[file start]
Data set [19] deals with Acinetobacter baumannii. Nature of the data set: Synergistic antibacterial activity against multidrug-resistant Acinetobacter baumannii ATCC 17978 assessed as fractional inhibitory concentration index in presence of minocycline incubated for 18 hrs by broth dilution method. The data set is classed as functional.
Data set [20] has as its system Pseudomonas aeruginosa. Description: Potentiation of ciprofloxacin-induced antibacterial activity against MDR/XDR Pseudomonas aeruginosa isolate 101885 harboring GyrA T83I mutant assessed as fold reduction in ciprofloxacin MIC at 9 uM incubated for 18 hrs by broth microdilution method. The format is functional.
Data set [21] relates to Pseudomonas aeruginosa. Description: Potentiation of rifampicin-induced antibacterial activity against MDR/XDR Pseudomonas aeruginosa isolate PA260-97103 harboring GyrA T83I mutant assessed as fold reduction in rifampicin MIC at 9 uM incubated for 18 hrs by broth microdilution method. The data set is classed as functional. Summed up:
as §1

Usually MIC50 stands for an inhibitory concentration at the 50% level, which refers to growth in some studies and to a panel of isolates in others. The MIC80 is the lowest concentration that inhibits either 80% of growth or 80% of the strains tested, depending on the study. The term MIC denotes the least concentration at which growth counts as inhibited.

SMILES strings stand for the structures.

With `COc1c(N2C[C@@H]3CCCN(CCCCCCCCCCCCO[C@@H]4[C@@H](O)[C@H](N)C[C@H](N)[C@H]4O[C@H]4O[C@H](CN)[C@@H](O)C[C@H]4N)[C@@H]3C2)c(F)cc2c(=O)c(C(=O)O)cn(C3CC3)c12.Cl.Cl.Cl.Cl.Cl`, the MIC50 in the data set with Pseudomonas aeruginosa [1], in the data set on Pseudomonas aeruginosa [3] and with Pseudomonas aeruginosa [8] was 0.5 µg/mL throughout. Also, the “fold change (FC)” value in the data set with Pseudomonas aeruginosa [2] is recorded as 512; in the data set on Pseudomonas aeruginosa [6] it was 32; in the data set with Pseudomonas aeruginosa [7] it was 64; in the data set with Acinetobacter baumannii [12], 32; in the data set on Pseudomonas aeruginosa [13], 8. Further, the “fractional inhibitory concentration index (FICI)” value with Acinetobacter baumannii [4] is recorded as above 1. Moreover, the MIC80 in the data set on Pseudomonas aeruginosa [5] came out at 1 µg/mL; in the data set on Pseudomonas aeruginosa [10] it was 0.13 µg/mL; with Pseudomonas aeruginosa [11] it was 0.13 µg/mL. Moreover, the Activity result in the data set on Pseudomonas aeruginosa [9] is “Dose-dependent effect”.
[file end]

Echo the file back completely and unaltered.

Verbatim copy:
Data set [19] deals with Acinetobacter baumannii. Nature of the data set: Synergistic antibacterial activity against multidrug-resistant Acinetobacter baumannii ATCC 17978 assessed as fractional inhibitory concentration index in presence of minocycline incubated for 18 hrs by broth dilution method. The data set is classed as functional.
Data set [20] has as its system Pseudomonas aeruginosa. Description: Potentiation of ciprofloxacin-induced antibacterial activity against MDR/XDR Pseudomonas aeruginosa isolate 101885 harboring GyrA T83I mutant assessed as fold reduction in ciprofloxacin MIC at 9 uM incubated for 18 hrs by broth microdilution method. The format is functional.
Data set [21] relates to Pseudomonas aeruginosa. Description: Potentiation of rifampicin-induced antibacterial activity against MDR/XDR Pseudomonas aeruginosa isolate PA260-97103 harboring GyrA T83I mutant assessed as fold reduction in rifampicin MIC at 9 uM incubated for 18 hrs by broth microdilution method. The data set is classed as functional. Summed up:
as §1

Usually MIC50 stands for an inhibitory concentration at the 50% level, which refers to growth in some studies and to a panel of isolates in others. The MIC80 is the lowest concentration that inhibits either 80% of growth or 80% of the strains tested, depending on the study. The term MIC denotes the least concentration at which growth counts as inhibited.

SMILES strings stand for the structures.

With `COc1c(N2C[C@@H]3CCCN(CCCCCCCCCCCCO[C@@H]4[C@@H](O)[C@H](N)C[C@H](N)[C@H]4O[C@H]4O[C@H](CN)[C@@H](O)C[C@H]4N)[C@@H]3C2)c(F)cc2c(=O)c(C(=O)O)cn(C3CC3)c12.Cl.Cl.Cl.Cl.Cl`, the MIC50 in the data set with Pseudomonas aeruginosa [1], in the data set on Pseudomonas aeruginosa [3] and with Pseudomonas aeruginosa [8] was 0.5 µg/mL throughout. Also, the “fold change (FC)” value in the data set with Pseudomonas aeruginosa [2] is recorded as 512; in the data set on Pseudomonas aeruginosa [6] it was 32; in the data set with Pseudomonas aeruginosa [7] it was 64; in the data set with Acinetobacter baumannii [12], 32; in the data set on Pseudomonas aeruginosa [13], 8. Further, the “fractional inhibitory concentration index (FICI)” value with Acinetobacter baumannii [4] is recorded as above 1. Moreover, the MIC80 in the data set on Pseudomonas aeruginosa [5] came out at 1 µg/mL; in the data set on Pseudomonas aeruginosa [10] it was 0.13 µg/mL; with Pseudomonas aeruginosa [11] it was 0.13 µg/mL. Moreover, the Activity result in the data set on Pseudomonas aeruginosa [9] is “Dose-dependent effect”.